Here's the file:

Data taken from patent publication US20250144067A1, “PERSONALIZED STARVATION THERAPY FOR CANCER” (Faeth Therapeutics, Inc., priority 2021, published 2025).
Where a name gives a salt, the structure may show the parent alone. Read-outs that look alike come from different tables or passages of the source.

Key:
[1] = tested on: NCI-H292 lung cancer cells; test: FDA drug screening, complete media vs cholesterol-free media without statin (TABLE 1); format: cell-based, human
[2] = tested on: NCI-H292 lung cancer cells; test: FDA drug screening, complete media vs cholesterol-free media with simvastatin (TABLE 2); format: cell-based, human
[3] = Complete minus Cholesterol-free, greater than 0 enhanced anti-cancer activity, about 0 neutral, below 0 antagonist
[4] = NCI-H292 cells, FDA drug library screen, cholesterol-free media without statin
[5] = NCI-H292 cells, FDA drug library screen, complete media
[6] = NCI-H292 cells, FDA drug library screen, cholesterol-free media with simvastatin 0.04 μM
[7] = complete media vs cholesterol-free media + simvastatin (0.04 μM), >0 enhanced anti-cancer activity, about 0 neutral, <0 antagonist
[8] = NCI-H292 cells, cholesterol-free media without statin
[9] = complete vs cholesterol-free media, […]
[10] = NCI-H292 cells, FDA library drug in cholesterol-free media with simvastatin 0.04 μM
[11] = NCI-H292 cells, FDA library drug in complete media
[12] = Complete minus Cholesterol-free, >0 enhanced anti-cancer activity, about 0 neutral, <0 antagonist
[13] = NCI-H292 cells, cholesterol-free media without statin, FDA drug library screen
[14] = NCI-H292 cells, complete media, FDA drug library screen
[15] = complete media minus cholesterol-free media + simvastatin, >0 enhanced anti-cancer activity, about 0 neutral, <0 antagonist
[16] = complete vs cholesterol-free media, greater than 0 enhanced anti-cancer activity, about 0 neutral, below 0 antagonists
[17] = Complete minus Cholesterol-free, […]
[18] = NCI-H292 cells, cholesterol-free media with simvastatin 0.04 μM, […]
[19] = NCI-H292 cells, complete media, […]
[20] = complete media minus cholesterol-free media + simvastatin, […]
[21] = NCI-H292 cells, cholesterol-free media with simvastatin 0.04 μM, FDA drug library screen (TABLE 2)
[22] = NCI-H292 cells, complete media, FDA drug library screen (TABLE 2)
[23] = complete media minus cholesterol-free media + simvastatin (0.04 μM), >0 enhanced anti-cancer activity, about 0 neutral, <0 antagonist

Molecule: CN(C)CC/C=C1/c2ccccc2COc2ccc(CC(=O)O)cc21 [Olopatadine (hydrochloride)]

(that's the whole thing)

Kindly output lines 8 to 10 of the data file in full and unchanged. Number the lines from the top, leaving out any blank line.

[5] = NCI-H292 cells, FDA drug library screen, complete media
[6] = NCI-H292 cells, FDA drug library screen, cholesterol-free media with simvastatin 0.04 μM
[7] = complete media vs cholesterol-free media + simvastatin (0.04 μM), >0 enhanced anti-cancer activity, about 0 neutral, <0 antagonist